2005-09-02 / Columnists

Historical Views

An Aerial Oblique View Of The New Rockaway Boardwalk In 1929 of the Rockaways
From The Rockaway Museum by Emil Lucev, Curator Dedicated To The Memory Of Leon S. Locke

An Aerial Oblique View Of The New Rockaway Boardwalk In 1929
of the Rockaways

From The Rockaway Museum
by Emil Lucev, Curator
Dedicated To The Memory Of Leon S. Locke


When this aerial photo was taken in 1929, the new city boardwalk was completed to Edgemere, and work was progressing towards Beach 19 Street, the terminal point at the time, due to the fact that Edward Roche and others did not want a boardwalk over their beach, and claimed their Riparian right to the shorefront of their respective properties!
Roche and the owners of Ostend Beach (together having beachfront at Far Rockaway from Beach 19 Street to Beach 9 Street) stood firm and were willing to defend their right in court...no matter what! A good fight was brewing, despite the fact that the city was going to fix up the beach and build the boardwalk to the Nassau line...but only if the city owned the beachfront. The city could not fix or rebuild private property, according to the city's charter.
The plans called for the boardwalk to end at Beach Second Street, and a few newspaper articles stated that caution was being exercised in the push for the Far Rockaway east portion. The city was said to be preparing legislation to get the land, and corporation counsel went to hell and back (if you will) to prove that the people have a right to the foreshore, and it was not intended by the English or colonial government for property owners to own the foreshore...yet they did and no one ever went to jail over it, or was ever called to account for owning the foreshore. The greater percentage of deeds did read-to the low water mark-of the time. To top it all off, at the Nassau border, west side, and the city claimed to the low water mark of 1925, when title to the beach was vested in NYC in 1937. But across the border in Nassau County, Lawrence vs. Hempstead, in the1880s, the Nassau courts decided that Lawrence owned outwards of 250 feet into the surf! This case is considered 'supra' in legalese, which means that neither God nor man can change it!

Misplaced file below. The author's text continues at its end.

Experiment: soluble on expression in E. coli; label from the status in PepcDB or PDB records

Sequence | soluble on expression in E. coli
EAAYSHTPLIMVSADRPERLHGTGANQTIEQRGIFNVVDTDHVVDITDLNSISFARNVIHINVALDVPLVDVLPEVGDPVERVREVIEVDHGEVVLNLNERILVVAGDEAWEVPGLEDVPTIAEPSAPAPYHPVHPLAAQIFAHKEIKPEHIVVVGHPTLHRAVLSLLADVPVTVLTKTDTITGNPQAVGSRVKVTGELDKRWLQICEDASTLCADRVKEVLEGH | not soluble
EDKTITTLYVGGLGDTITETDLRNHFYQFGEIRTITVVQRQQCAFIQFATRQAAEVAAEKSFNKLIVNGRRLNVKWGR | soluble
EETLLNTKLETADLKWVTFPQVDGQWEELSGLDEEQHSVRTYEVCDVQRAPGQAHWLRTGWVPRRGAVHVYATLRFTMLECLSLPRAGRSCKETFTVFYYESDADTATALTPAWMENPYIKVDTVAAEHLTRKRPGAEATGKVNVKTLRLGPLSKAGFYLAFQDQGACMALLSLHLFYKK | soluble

In contemporary thinking, the city of New York says that the people of New York have no right to the foreshore (beach) when it says so. Due to the stupidity and arrogance of people, and the courts, our beach is now treated as a cash cow for the empty city coffers!
At the bottom of today's historical view, the foreground is at Beach 125 Street, with Edgemere and Far Rockaway in the background. The old gashouse, Crossbay Bridge, and the LIRR trestle are seen at the top left. Long Beach bar is at the top right, and notice how the Long Beach bar causes the beach at Far Rockaway and Edgemere to be much narrower than the rest of the peninsula! Nothing has changed in this respect, and many people are asking, "Where's the beach?"
When this aerial photo was taken in 1929, the new city boardwalk was completed to Edgemere, and work was progressing towards Beach 19 Street, the terminal point at the time, due to the fact that Edward Roche and others did not want a boardwalk over their beach, and claimed their Riparian right to the shorefront of their respective properties! Roche and the owners of Ostend Beach (together having beachfront at Far Rockaway from Beach 19 Street to Beach 9 Street) stood firm and were willing to defend their right in court...no matter what! A good fight was brewing, despite the fact that the city was going to fix up the beach and build the boardwalk to the Nassau line...but only if the city owned the beachfront. The city could not fix or rebuild private property, according to the city's charter. The plans called for the boardwalk to end at Beach Second Street, and a few newspaper articles stated that caution was being exercised in the push for the Far Rockaway east portion. The city was said to be preparing legislation to get the land, and corporation counsel went to hell and back (if you will) to prove that the people have a right to the foreshore, and it was not intended by the English or colonial government for property owners to own the foreshore...yet they did and no one ever went to jail over it, or was ever called to account for owning the foreshore. The greater percentage of deeds did read-to the low water mark-of the time. To top it all off, at the Nassau border, west side, and the city claimed to the low water mark of 1925, when title to the beach was vested in NYC in 1937. But across the border in Nassau County, Lawrence vs. Hempstead, in the1880s, the Nassau courts decided that Lawrence owned outwards of 250 feet into the surf! This case is considered 'supra' in legalese, which means that neither God nor man can change it! In contemporary thinking, the city of New York says that the people of New York have no right to the foreshore (beach) when it says so. Due to the stupidity and arrogance of people, and the courts, our beach is now treated as a cash cow for the empty city coffers! At the bottom of today's historical view, the foreground is at Beach 125 Street, with Edgemere and Far Rockaway in the background. The old gashouse, Crossbay Bridge, and the LIRR trestle are seen at the top left. Long Beach bar is at the top right, and notice how the Long Beach bar causes the beach at Far Rockaway and Edgemere to be much narrower than the rest of the peninsula! Nothing has changed in this respect, and many people are asking, "Where's the beach?"

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